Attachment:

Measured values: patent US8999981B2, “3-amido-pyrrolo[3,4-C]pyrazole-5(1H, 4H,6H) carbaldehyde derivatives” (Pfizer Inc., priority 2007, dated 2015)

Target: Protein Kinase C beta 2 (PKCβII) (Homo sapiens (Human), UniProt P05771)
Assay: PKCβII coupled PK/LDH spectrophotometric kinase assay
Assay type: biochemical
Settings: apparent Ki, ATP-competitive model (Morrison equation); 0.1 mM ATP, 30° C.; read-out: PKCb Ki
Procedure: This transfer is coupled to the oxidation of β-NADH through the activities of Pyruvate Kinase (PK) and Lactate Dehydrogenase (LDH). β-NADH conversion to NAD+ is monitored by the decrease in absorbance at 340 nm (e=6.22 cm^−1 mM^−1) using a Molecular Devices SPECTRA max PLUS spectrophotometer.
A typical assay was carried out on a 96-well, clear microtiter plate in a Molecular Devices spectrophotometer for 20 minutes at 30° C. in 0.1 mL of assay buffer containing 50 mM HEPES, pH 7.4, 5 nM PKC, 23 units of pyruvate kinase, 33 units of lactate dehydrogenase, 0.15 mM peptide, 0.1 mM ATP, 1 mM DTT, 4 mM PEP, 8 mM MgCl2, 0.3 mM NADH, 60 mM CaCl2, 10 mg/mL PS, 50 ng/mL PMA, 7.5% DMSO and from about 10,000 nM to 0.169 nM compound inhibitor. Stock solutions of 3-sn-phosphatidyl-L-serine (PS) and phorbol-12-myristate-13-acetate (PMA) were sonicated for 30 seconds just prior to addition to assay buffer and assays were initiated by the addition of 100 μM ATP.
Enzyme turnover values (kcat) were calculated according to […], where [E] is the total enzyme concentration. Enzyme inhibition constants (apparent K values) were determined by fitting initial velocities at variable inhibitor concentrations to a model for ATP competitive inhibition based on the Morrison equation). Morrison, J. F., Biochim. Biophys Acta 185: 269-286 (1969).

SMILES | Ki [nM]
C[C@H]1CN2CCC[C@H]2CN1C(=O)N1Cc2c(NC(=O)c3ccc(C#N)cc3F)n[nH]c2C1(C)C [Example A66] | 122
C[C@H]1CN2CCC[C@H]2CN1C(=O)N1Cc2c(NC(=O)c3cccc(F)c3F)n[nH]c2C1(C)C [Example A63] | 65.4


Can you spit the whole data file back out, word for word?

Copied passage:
Measured values: patent US8999981B2, “3-amido-pyrrolo[3,4-C]pyrazole-5(1H, 4H,6H) carbaldehyde derivatives” (Pfizer Inc., priority 2007, dated 2015)

Target: Protein Kinase C beta 2 (PKCβII) (Homo sapiens (Human), UniProt P05771)
Assay: PKCβII coupled PK/LDH spectrophotometric kinase assay
Assay type: biochemical
Settings: apparent Ki, ATP-competitive model (Morrison equation); 0.1 mM ATP, 30° C.; read-out: PKCb Ki
Procedure: This transfer is coupled to the oxidation of β-NADH through the activities of Pyruvate Kinase (PK) and Lactate Dehydrogenase (LDH). β-NADH conversion to NAD+ is monitored by the decrease in absorbance at 340 nm (e=6.22 cm^−1 mM^−1) using a Molecular Devices SPECTRA max PLUS spectrophotometer.
A typical assay was carried out on a 96-well, clear microtiter plate in a Molecular Devices spectrophotometer for 20 minutes at 30° C. in 0.1 mL of assay buffer containing 50 mM HEPES, pH 7.4, 5 nM PKC, 23 units of pyruvate kinase, 33 units of lactate dehydrogenase, 0.15 mM peptide, 0.1 mM ATP, 1 mM DTT, 4 mM PEP, 8 mM MgCl2, 0.3 mM NADH, 60 mM CaCl2, 10 mg/mL PS, 50 ng/mL PMA, 7.5% DMSO and from about 10,000 nM to 0.169 nM compound inhibitor. Stock solutions of 3-sn-phosphatidyl-L-serine (PS) and phorbol-12-myristate-13-acetate (PMA) were sonicated for 30 seconds just prior to addition to assay buffer and assays were initiated by the addition of 100 μM ATP.
Enzyme turnover values (kcat) were calculated according to […], where [E] is the total enzyme concentration. Enzyme inhibition constants (apparent K values) were determined by fitting initial velocities at variable inhibitor concentrations to a model for ATP competitive inhibition based on the Morrison equation). Morrison, J. F., Biochim. Biophys Acta 185: 269-286 (1969).

SMILES | Ki [nM]
C[C@H]1CN2CCC[C@H]2CN1C(=O)N1Cc2c(NC(=O)c3ccc(C#N)cc3F)n[nH]c2C1(C)C [Example A66] | 122
C[C@H]1CN2CCC[C@H]2CN1C(=O)N1Cc2c(NC(=O)c3cccc(F)c3F)n[nH]c2C1(C)C [Example A63] | 65.4